|Stopped (M.A. Reilly, Leonia, NJ, 2012)|
“The order that our mind imagines is like a net, or like a ladder, built to attain something. But afterward you must throw the ladder away, because you discover that, even if it was useful, it was meaningless.” ― Umberto Eco,I.
Lately, I have taken to moving furniture and vacuuming, cleaning countertops and bathrooms with strong chemicals, making my son's bed, stripping and cleaning linens, washing, washing, washing and opening wide windows--even here in December. Especially now the cold air filters in and it brings with it an odd hope.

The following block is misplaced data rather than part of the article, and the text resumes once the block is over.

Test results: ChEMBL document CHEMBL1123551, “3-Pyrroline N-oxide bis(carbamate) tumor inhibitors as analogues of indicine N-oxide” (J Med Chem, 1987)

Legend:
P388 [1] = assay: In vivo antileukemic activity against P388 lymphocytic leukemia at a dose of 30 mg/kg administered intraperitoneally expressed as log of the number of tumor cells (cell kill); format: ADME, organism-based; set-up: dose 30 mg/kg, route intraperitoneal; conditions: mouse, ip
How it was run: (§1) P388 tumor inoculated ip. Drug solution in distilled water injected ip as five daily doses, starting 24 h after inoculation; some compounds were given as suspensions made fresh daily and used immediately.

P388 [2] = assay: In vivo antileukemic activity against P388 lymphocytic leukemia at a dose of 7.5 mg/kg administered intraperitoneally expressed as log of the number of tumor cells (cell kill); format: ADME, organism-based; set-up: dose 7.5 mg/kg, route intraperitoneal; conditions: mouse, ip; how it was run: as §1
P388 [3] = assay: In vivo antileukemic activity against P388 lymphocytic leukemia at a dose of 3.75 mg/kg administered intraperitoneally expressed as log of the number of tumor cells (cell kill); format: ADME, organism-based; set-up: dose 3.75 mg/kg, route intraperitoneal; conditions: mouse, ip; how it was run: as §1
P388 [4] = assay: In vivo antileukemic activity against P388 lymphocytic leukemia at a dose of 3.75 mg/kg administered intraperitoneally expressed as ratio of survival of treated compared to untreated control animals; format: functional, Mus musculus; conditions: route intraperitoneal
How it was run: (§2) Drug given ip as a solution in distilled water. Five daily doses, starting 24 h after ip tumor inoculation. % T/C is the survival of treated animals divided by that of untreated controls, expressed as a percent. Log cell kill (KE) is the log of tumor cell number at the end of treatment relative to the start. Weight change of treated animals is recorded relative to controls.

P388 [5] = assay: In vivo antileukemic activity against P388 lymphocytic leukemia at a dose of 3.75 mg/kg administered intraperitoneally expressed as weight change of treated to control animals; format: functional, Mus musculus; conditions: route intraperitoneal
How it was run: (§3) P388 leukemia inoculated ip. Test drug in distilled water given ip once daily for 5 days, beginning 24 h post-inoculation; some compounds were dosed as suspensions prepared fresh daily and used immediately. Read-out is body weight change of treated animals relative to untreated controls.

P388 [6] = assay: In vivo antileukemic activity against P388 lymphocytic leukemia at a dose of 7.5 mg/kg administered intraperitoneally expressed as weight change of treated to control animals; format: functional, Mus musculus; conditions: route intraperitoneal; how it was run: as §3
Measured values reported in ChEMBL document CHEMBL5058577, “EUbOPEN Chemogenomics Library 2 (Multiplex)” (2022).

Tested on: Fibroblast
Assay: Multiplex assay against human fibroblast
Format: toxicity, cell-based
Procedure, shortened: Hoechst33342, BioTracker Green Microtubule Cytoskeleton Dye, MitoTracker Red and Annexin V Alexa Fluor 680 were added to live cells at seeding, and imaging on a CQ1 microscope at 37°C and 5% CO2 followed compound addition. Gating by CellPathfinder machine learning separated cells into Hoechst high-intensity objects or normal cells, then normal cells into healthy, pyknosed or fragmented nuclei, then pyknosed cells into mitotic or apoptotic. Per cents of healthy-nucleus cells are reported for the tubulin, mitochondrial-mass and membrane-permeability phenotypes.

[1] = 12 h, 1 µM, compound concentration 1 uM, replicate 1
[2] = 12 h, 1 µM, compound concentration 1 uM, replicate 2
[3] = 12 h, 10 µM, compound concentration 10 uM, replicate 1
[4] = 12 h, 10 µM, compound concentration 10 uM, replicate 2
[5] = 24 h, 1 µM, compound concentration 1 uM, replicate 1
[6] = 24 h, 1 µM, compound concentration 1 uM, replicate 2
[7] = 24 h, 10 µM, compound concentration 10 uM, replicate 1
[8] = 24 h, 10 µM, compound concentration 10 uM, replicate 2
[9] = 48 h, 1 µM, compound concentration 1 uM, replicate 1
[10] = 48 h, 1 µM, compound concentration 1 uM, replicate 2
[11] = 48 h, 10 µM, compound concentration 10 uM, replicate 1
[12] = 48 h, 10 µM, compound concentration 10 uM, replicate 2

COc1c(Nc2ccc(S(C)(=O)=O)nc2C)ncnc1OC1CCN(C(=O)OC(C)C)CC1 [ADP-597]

Each day I set our unsettled house back to an orderliness few here seem to appreciate, perhaps even see. But it is not the aftermath of temporary order I seek or even their appreciation, but rather the slim accomplishment I feel that comes from doing.
Doing, not being.
Here is something I do daily, repeatedly that has a known end.
My life these days is slippery, cracked, broken, lacking an order one might name. (And I want to call forth the right words, for is not naming a truth in itself?)